FIDLAR - Too (Cover Artwork)
Staff Pick


Too (2015)

Mom + Pop

FIDLAR stumbled onto the scene a few years ago with their self-titled debut album, an unabashed celebration of getting drunk, snorting drugs, and throwing two sheets to the wind. It was energetic, if not teetering belligerently towards immaturity and braggadocio, with an attitude akin to listening to a sixteen-year-old boasting about getting drunk for the first time. 2015 finds FIDLAR that much older and in the throes of a nasty hangover. On their latest album Too, the drugs are plentiful, yet consequences have begun to rear their ugly heads. A welcome self-awareness that was not quite as apparent on their first album peeks through in Zac Carper’s lyrics, who, following the relentless partying involved with the creation and touring of their first album, has since gone sober. Judging from his lyrics, it’s probably for the best.

Though the Black Lips influence is not quite as prevalent in FIDLAR's make-up, it still rises to the surface in songs such as “Why Generation” and “Hey Johnny”. Touring with Wavves seems to have rubbed off on FIDLAR. The poppy moments on Too are extremely poppy, such as on “West Coast”, one of the best songs on the record, and opener “40 Oz. on Repeat”. One of the more divisive songs on the record is bound to be “Sober”, a track detailing Carper’s struggles with sobriety, featuring a spoken-word verse that feels like a blend of The Network’s “Spike” and Suicidal Tendencies’ “Institutionalized”, highlighted by a hyperactive chorus and all kinds of spastic production tweaks. It’s interesting, though it borders on obnoxious.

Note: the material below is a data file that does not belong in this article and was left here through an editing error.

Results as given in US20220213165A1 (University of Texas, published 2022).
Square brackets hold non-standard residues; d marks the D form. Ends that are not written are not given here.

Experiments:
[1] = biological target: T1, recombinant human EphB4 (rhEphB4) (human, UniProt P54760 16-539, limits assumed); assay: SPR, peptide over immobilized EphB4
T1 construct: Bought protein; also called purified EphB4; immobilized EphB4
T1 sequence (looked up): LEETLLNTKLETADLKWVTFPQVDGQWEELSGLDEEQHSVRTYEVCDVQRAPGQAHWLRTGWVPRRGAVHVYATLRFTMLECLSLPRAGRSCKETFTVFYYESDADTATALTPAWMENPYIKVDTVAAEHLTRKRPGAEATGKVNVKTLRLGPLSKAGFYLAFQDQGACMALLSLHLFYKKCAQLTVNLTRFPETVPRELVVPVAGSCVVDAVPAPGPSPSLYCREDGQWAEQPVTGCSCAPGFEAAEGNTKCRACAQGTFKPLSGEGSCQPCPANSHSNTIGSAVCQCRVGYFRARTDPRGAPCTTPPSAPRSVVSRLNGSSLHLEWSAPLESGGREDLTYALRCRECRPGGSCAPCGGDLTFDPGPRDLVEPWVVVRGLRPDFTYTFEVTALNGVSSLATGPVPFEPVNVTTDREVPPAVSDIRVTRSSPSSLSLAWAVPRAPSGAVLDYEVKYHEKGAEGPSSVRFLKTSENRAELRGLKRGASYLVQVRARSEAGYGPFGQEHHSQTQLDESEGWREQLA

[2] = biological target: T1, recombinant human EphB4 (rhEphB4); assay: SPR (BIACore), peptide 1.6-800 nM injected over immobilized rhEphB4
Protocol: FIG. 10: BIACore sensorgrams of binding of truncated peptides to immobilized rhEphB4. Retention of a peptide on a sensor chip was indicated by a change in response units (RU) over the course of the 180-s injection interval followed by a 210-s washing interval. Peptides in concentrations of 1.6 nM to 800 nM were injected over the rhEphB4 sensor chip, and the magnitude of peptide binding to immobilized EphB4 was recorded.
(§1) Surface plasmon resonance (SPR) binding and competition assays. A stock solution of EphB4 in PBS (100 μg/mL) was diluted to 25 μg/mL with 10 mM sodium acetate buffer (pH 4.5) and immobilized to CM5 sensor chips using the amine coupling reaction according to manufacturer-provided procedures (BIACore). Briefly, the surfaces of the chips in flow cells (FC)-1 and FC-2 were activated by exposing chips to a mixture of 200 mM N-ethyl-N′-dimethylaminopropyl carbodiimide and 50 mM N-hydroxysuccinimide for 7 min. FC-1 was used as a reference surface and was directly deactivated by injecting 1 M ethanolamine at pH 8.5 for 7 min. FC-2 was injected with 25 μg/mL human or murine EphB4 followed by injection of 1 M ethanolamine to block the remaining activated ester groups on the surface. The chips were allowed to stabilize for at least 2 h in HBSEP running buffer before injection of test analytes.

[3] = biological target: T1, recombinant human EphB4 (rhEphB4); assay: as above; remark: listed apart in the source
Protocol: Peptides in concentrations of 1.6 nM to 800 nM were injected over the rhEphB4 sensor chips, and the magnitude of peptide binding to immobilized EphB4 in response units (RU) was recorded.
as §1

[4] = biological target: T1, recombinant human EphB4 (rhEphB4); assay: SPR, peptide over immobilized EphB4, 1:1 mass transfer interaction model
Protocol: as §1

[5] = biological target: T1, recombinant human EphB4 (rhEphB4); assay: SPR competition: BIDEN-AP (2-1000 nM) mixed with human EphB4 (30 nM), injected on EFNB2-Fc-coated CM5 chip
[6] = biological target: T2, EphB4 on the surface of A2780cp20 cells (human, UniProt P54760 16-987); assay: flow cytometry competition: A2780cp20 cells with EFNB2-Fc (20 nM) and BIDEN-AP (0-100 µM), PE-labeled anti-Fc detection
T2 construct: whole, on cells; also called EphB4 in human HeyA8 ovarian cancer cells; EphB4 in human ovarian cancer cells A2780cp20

FIDLAR do well to add contrast to the poppiness with a little mood music. “Overdose” is a sparse, morose track that sounds like something Tom Waits could have done, and stands in stark contrast to much of Too’s sugar-high energy. “Stupid Decisions” slows things down for a solid low-tempo jam with a fantastic chorus. “Drones” is one of the more rocking songs on the album, and also happens to be the track with the least bells and whistles production-wise.

One of the more immediately noticeable aspects of Too is its polish. A sheen of production twinkles across the record, heavily processed vocals and endlessly layered instrumentation lending a certain over-cleanliness of sound that not only belies the heavy themes at play, but feel a bit too clean for this style of music. A certain roughness around the edges might have done the songs some good -- as is, Too tends to slip dangerously close to the realm of syrupy pop record in the mainstream sense, rather than in the punk sense.

Album closer “Bad Habits” sums up Carper’s struggle with addiction, though the struggle feels far from over. ”Oh my god I’m turning out like my dad!” Carper screams, sounding none too happy with this revelation (and perhaps paying tribute to Green Day’s “The Grouch”). I suppose we will have to wait for FIDLAR’s third album to see if he sticks the landing.